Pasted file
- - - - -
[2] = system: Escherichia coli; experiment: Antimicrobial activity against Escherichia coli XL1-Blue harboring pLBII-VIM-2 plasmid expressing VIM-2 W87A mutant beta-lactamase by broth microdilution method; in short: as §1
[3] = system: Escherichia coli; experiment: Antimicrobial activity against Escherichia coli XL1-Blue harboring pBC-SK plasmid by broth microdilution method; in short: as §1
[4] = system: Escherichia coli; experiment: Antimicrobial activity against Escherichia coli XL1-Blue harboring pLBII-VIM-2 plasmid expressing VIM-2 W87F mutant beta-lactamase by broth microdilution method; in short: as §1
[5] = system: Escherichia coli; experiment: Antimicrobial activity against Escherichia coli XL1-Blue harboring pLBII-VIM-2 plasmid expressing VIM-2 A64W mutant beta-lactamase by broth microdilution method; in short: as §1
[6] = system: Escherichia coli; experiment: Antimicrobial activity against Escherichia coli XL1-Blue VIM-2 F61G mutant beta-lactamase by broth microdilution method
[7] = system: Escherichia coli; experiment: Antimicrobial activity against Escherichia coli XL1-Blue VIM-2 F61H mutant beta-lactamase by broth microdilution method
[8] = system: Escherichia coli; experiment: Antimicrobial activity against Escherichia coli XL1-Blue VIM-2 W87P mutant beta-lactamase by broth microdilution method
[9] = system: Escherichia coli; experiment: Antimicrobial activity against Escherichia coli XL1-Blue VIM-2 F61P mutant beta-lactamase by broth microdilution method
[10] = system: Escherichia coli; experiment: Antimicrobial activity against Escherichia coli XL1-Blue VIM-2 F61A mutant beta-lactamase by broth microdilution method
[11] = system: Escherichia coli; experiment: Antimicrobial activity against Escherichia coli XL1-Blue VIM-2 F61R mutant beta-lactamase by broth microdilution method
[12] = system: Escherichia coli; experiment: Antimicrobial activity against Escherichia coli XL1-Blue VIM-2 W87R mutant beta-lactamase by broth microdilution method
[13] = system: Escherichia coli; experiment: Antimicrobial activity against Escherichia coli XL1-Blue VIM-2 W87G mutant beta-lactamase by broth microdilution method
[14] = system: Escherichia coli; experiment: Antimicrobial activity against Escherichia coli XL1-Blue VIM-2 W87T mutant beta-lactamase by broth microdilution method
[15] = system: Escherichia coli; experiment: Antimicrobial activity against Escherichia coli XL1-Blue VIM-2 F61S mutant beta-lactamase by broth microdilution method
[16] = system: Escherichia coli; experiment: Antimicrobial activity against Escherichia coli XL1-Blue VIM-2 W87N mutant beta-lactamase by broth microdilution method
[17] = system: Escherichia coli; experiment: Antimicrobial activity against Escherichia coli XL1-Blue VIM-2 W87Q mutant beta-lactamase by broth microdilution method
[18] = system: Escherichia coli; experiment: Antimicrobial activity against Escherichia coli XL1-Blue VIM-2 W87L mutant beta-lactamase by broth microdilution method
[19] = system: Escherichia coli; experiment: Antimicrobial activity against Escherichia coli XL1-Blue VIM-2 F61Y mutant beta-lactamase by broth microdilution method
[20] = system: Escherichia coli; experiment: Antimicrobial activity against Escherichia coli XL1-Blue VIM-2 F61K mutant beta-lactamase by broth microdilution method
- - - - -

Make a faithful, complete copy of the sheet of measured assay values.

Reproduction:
[2] = system: Escherichia coli; experiment: Antimicrobial activity against Escherichia coli XL1-Blue harboring pLBII-VIM-2 plasmid expressing VIM-2 W87A mutant beta-lactamase by broth microdilution method; in short: as §1
[3] = system: Escherichia coli; experiment: Antimicrobial activity against Escherichia coli XL1-Blue harboring pBC-SK plasmid by broth microdilution method; in short: as §1
[4] = system: Escherichia coli; experiment: Antimicrobial activity against Escherichia coli XL1-Blue harboring pLBII-VIM-2 plasmid expressing VIM-2 W87F mutant beta-lactamase by broth microdilution method; in short: as §1
[5] = system: Escherichia coli; experiment: Antimicrobial activity against Escherichia coli XL1-Blue harboring pLBII-VIM-2 plasmid expressing VIM-2 A64W mutant beta-lactamase by broth microdilution method; in short: as §1
[6] = system: Escherichia coli; experiment: Antimicrobial activity against Escherichia coli XL1-Blue VIM-2 F61G mutant beta-lactamase by broth microdilution method
[7] = system: Escherichia coli; experiment: Antimicrobial activity against Escherichia coli XL1-Blue VIM-2 F61H mutant beta-lactamase by broth microdilution method
[8] = system: Escherichia coli; experiment: Antimicrobial activity against Escherichia coli XL1-Blue VIM-2 W87P mutant beta-lactamase by broth microdilution method
[9] = system: Escherichia coli; experiment: Antimicrobial activity against Escherichia coli XL1-Blue VIM-2 F61P mutant beta-lactamase by broth microdilution method
[10] = system: Escherichia coli; experiment: Antimicrobial activity against Escherichia coli XL1-Blue VIM-2 F61A mutant beta-lactamase by broth microdilution method
[11] = system: Escherichia coli; experiment: Antimicrobial activity against Escherichia coli XL1-Blue VIM-2 F61R mutant beta-lactamase by broth microdilution method
[12] = system: Escherichia coli; experiment: Antimicrobial activity against Escherichia coli XL1-Blue VIM-2 W87R mutant beta-lactamase by broth microdilution method
[13] = system: Escherichia coli; experiment: Antimicrobial activity against Escherichia coli XL1-Blue VIM-2 W87G mutant beta-lactamase by broth microdilution method
[14] = system: Escherichia coli; experiment: Antimicrobial activity against Escherichia coli XL1-Blue VIM-2 W87T mutant beta-lactamase by broth microdilution method
[15] = system: Escherichia coli; experiment: Antimicrobial activity against Escherichia coli XL1-Blue VIM-2 F61S mutant beta-lactamase by broth microdilution method
[16] = system: Escherichia coli; experiment: Antimicrobial activity against Escherichia coli XL1-Blue VIM-2 W87N mutant beta-lactamase by broth microdilution method
[17] = system: Escherichia coli; experiment: Antimicrobial activity against Escherichia coli XL1-Blue VIM-2 W87Q mutant beta-lactamase by broth microdilution method
[18] = system: Escherichia coli; experiment: Antimicrobial activity against Escherichia coli XL1-Blue VIM-2 W87L mutant beta-lactamase by broth microdilution method
[19] = system: Escherichia coli; experiment: Antimicrobial activity against Escherichia coli XL1-Blue VIM-2 F61Y mutant beta-lactamase by broth microdilution method
[20] = system: Escherichia coli; experiment: Antimicrobial activity against Escherichia coli XL1-Blue VIM-2 F61K mutant beta-lactamase by broth microdilution method